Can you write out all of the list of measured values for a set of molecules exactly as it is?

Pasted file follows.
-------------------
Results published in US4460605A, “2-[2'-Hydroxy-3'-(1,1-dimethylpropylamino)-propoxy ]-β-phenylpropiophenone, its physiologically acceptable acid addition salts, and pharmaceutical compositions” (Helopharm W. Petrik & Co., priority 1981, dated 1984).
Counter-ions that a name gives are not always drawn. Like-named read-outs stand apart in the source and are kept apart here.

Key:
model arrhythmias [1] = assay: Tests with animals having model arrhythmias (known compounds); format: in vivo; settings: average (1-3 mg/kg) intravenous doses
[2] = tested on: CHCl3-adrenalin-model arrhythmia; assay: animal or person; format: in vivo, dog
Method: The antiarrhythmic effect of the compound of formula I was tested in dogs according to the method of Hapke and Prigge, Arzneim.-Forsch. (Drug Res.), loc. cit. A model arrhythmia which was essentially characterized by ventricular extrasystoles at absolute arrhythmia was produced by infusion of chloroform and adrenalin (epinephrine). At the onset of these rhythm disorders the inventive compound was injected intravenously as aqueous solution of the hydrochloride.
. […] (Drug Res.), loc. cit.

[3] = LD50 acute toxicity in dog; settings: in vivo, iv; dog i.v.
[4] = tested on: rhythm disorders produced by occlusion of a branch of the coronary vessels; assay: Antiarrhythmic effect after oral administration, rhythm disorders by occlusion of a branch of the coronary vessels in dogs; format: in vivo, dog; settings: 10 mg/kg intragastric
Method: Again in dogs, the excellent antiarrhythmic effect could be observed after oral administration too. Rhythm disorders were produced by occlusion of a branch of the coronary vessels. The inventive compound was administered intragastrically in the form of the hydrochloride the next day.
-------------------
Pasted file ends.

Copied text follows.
Results published in US4460605A, “2-[2'-Hydroxy-3'-(1,1-dimethylpropylamino)-propoxy ]-β-phenylpropiophenone, its physiologically acceptable acid addition salts, and pharmaceutical compositions” (Helopharm W. Petrik & Co., priority 1981, dated 1984).
Counter-ions that a name gives are not always drawn. Like-named read-outs stand apart in the source and are kept apart here.

Key:
model arrhythmias [1] = assay: Tests with animals having model arrhythmias (known compounds); format: in vivo; settings: average (1-3 mg/kg) intravenous doses
[2] = tested on: CHCl3-adrenalin-model arrhythmia; assay: animal or person; format: in vivo, dog
Method: The antiarrhythmic effect of the compound of formula I was tested in dogs according to the method of Hapke and Prigge, Arzneim.-Forsch. (Drug Res.), loc. cit. A model arrhythmia which was essentially characterized by ventricular extrasystoles at absolute arrhythmia was produced by infusion of chloroform and adrenalin (epinephrine). At the onset of these rhythm disorders the inventive compound was injected intravenously as aqueous solution of the hydrochloride.
. […] (Drug Res.), loc. cit.

[3] = LD50 acute toxicity in dog; settings: in vivo, iv; dog i.v.
[4] = tested on: rhythm disorders produced by occlusion of a branch of the coronary vessels; assay: Antiarrhythmic effect after oral administration, rhythm disorders by occlusion of a branch of the coronary vessels in dogs; format: in vivo, dog; settings: 10 mg/kg intragastric
Method: Again in dogs, the excellent antiarrhythmic effect could be observed after oral administration too. Rhythm disorders were produced by occlusion of a branch of the coronary vessels. The inventive compound was administered intragastrically in the form of the hydrochloride the next day.